Lay summary: Open International Justice – The Transparency of International Courts and Tribunals
In what has been famously labeled the “age of adjudication” in international law, states increasingly set up and refer disputes to international institutions which display structural features of (national) courts in lieu of dispute settlement mechanisms based on diplomacy and negotiation. This often positively hailed “judicialization” of international relations has brought in its train fresh debates on the functionality, the institutional hallmarks and procedural arrangements of international courts and tribunals. Furthermore, with an accretion of competences and powers in their favour, international courts and tribunals have become the subject of concerns regarding their accountability and legitimacy. Since international courts and tribunals are (albeit in the boundaries of their mandate) generally fettered with judicial independence, also from their state creators, their controllability is questioned.
An aspect which has been of great importance as a structural and functional principle to domestic judiciaries since the enlightenment and as a legitimizing factor alike is the concept of open justice or judicial transparency. Against the backdrop of the so-called “proliferation of international courts and tribunals”, international legal scholarship increasingly adopts comparative perspectives and devotes itself to overarching problems and aspects of International Courts and Tribunals instead of studying one tribunal monographically. Nonetheless, a systematic, overarching study on the functions and means of international judicial transparency lacks so far. The dissertation project aims to fill in this blank by studying transparency in its ambivalent functionality as means to ensure the operability of international courts and undergird their authority on the one hand and ameliorate their controllability on the other hand. This will encompass in-depth research on the functions and means of judicial transparency in its (1) institutional, (2) procedural, (3) decisional and (4) systemic dimension.
At the centre of the study will be a comparative analysis of the International Court of Justice (ICJ), the International Tribunal for the Law of the Seas (ITLOS), the WTO Dispute Settlement System (WTO DSB), the International Investment Tribunals (ICSID and NAFTA), the European Court of Human Rights (ECHR), the Inter-American Court of Human Rights (IACHR), the Human Rights Committee (HRC), the International Criminal Court (ICC) and of certain tribunals based on the Permanent Court of Arbitration (PCA). The rules and practices of these institutions will be described and evaluated with the aim of carving out similar standards and approaches in regard of transparency or monitoring differences respectively. Ultimately, the question will be asked whether international law already comprises a hard-law norm to the effect that international courts and tribunals generally must be transparent and open to the public.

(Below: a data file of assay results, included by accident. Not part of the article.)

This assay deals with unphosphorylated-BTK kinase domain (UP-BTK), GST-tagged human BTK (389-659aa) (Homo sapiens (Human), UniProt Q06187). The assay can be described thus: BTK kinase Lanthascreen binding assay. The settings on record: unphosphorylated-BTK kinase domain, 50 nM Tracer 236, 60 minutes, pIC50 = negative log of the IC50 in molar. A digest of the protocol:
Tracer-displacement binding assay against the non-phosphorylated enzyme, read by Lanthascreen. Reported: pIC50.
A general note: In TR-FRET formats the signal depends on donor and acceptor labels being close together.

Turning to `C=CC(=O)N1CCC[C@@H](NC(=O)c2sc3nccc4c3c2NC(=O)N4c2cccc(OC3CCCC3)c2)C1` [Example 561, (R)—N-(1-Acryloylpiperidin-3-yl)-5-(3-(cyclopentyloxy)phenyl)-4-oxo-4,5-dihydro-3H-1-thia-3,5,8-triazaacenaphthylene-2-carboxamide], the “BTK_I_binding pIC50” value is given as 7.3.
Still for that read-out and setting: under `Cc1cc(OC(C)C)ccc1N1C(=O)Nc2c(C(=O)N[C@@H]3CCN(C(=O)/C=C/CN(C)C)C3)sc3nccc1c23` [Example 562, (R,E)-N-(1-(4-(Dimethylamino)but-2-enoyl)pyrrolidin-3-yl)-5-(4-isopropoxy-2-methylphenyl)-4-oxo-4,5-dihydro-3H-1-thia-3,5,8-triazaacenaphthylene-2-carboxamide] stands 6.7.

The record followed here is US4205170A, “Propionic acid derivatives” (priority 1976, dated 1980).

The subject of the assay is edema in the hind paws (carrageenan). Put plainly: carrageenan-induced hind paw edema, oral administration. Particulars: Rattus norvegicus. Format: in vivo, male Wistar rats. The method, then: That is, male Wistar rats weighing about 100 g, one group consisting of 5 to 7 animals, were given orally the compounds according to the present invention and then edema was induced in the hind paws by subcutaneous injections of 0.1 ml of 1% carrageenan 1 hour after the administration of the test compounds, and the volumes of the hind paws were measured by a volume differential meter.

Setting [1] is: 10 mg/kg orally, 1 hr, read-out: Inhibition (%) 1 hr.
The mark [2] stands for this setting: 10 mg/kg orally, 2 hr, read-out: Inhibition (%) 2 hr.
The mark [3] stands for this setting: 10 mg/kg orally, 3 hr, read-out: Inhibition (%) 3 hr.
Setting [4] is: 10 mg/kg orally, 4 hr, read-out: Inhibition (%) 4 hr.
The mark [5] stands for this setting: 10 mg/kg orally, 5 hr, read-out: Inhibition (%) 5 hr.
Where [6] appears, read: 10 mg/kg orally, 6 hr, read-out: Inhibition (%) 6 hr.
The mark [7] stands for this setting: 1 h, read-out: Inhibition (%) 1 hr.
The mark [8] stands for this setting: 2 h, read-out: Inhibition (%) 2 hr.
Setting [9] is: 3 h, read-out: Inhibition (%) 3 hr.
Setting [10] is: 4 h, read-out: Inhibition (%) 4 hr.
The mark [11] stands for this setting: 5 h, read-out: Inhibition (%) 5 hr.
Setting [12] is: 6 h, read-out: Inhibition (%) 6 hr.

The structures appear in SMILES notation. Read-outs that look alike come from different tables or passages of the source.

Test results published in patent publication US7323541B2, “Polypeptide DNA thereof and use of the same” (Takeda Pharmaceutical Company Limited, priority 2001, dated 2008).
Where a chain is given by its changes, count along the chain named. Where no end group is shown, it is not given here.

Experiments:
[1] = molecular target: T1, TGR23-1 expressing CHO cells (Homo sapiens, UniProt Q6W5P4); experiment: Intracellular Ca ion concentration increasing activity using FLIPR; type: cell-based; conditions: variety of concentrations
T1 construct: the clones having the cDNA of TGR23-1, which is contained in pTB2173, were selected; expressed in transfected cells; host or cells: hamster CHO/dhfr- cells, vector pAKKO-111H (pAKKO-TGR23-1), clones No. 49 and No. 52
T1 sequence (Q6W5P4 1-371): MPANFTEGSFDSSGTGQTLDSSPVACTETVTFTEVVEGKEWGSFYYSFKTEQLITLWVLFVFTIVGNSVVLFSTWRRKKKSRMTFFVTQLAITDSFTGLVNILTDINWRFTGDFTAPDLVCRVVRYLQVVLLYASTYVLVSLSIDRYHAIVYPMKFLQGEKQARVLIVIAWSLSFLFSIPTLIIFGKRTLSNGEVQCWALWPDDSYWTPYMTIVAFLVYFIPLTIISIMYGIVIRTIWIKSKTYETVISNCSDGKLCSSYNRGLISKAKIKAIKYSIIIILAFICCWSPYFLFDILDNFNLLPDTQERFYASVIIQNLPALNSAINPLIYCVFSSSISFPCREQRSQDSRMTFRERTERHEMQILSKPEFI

In addition to the “horizontal” comparison, the study will aim at a “vertical” juxtaposition of judicial transparency regimes on the domestic and on the international plane. The research question will be whether international courts must – as a consequence of a greater factual and conceptual distance to the individual – employ additional or alternative strategies to “make themselves understood” by the individuals they eventually serve. Also, transparency mechanisms known from the domestic sphere may function differently on the international plane. A blatant example is the openness of hearings: Third-world beneficiaries of international criminal justice will often not have the chance to understand and much less attend a public hearing held, for examble, in Den Haag. Arguably this is one reason why international (criminal) courts – in stark contrast to a number of domestic courts – take a rather liberal stance on the admissibility of cameras in their courtrooms. Recording international proceedings allows for the creation of iconic visual material that is of universal comprehensibility, also in poverty-stricken and lowly-educated societies without a functioning press-system of their own.
The project is intended to be of interest to academics and practitioners in the field of international courts and tribunals alike. It will attempt to make a contribution to the better understanding of the functioning of international courts and tribunals and to encourage further debate on the subject. The results of the study shall be condensed into a set of standards on judicial transparency that may be easy to handle and communicate.